We were left with 120 fathom of rope hanging behind and a heavy sea running and only three men available to get it on board which took a lot of time. It was very dark but we could just see the ships flares. We raced after her and got to her off Folkestone. She was getting near the Varne Sand. But we got one hawser made fast again and after many hours hard towing we got under the lea of the Admiralty Pier Dover and held her there the rest of the night. The next day the weather moderated somewhat and we succeeded in towing her safely to Gravesend. The Captains wife and child were on board. The Captain was very grateful for our service.
No3             Cruising in the Downs.
        Wind SW strong to a gale.
    Many ships returning for shelter here. About midday one of the China Clippers in doing so got into trouble as she came round head to wind. Her anchor dragged and when it held her stern was foul of a brig lying there, carrying away the brigs bow sprit.
We went to the ship and offered our assistance, found that her Windlass was badly damaged. Ultimately agreed to pull her clear and tow her to London. But unfortunately in manoeuvering out tug to get the tow rope aboard in the heaving sea running her jib boom caught in the stays of our funnels and ripped them overboard. We were now in trouble also. Another tug was soon on the spot, and had his hawser fast. But so soon as he pulled the Clipper to the westward we found that the brigs cable was entangled with the ships rudder. I consulted our engineer. He reported it possible for us to make steam enough for half speed without the funnels. I then hailed the brig and advised the Captain to slip his anchor and cable and let me tow him to Dover.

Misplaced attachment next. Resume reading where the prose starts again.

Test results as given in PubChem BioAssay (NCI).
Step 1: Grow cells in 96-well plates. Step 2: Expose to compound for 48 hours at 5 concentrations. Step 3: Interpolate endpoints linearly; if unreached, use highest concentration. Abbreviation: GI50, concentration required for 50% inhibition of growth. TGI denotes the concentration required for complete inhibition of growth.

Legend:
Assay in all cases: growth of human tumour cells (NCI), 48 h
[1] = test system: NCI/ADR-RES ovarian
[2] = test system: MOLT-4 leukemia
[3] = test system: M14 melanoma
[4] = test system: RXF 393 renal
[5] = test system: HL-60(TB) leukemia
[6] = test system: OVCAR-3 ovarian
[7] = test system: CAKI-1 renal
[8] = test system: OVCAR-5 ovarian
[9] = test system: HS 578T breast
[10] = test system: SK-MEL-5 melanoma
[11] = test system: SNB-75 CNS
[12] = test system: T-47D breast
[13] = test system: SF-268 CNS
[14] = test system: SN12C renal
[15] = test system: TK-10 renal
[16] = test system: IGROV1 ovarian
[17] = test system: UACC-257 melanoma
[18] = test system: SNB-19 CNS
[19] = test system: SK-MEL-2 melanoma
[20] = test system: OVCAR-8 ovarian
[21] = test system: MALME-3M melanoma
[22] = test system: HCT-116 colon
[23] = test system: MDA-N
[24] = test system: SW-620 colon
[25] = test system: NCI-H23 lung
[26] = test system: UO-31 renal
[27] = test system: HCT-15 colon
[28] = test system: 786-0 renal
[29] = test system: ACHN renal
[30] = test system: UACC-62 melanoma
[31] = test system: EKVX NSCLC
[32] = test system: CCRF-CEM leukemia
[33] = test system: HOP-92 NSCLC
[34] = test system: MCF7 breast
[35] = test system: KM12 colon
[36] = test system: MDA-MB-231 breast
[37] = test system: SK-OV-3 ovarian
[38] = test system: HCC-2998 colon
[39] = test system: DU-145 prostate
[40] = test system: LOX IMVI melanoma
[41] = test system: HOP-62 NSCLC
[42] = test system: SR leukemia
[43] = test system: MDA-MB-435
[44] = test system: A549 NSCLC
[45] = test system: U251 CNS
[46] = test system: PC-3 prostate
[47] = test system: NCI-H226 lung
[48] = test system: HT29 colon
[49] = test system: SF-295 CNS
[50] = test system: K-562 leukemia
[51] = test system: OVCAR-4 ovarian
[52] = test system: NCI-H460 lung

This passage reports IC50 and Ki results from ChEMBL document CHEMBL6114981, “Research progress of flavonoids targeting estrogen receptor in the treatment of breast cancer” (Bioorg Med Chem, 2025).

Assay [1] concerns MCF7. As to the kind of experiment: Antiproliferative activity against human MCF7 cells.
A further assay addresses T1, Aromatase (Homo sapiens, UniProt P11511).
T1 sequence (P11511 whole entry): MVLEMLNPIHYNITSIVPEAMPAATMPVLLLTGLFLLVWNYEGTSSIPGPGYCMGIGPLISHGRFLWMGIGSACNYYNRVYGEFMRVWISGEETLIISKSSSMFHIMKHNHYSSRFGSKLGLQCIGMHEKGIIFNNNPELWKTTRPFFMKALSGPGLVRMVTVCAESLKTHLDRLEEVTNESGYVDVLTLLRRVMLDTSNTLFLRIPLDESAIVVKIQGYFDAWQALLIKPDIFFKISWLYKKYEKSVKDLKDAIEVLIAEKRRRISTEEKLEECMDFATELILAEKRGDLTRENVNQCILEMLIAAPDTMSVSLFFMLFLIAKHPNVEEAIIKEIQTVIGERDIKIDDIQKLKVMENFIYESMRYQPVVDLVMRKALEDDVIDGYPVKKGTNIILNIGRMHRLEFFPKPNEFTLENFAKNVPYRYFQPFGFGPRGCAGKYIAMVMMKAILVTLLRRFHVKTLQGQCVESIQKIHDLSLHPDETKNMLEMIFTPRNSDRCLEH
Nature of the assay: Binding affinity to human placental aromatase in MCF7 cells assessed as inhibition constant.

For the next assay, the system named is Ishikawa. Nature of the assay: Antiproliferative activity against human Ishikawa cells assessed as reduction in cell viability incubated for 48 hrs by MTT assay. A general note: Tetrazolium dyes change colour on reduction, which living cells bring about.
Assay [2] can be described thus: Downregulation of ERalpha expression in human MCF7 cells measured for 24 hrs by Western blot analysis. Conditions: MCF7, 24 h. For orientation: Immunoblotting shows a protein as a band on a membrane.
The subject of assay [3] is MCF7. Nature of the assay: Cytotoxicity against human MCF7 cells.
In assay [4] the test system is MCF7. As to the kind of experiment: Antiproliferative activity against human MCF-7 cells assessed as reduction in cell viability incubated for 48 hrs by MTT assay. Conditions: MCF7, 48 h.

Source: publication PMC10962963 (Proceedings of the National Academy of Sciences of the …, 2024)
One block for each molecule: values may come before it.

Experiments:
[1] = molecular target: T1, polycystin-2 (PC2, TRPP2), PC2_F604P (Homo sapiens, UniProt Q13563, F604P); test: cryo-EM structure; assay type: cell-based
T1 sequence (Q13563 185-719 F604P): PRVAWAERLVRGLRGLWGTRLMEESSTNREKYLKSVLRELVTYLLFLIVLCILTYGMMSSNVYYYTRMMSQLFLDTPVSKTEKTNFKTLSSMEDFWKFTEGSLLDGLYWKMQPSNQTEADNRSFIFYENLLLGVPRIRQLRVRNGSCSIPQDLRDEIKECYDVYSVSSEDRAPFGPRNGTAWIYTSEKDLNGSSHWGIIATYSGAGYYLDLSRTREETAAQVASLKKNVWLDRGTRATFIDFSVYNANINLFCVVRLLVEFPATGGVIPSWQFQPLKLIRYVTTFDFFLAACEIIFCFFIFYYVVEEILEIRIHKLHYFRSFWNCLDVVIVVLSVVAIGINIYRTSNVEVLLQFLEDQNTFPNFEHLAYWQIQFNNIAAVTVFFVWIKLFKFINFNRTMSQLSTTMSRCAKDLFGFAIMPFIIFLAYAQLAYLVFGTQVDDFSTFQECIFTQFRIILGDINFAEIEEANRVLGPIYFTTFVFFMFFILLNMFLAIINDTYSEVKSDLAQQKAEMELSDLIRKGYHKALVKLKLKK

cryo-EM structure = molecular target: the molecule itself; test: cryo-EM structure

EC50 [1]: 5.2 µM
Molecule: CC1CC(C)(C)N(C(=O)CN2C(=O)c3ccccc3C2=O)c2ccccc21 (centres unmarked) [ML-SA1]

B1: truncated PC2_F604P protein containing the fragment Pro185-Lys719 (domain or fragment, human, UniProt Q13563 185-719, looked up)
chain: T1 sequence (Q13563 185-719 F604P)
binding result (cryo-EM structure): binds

He soon agreed to this and we succeeded in docking her safely in Dover Harbour. It was an uncanny job. The smoke and flare form the boilers smothering us all the time. We were all as black as niggers by when we got there.
The Captain of the tug added this typical P Script to his owners. Will you send a Tug to tow us home or shall I order new funnels at Dover. Consider it too risky to steam back. Weather still wild.
For the No1 salvage the owners were awarded 400.0.0 For the No2 salvage 2500.0.0 For No3 150.0.0
There are many details and thrilling accounts of the interesting and adventurous life of the old time Tug men who went seeking for their livelihood I have had to leave unmentioned.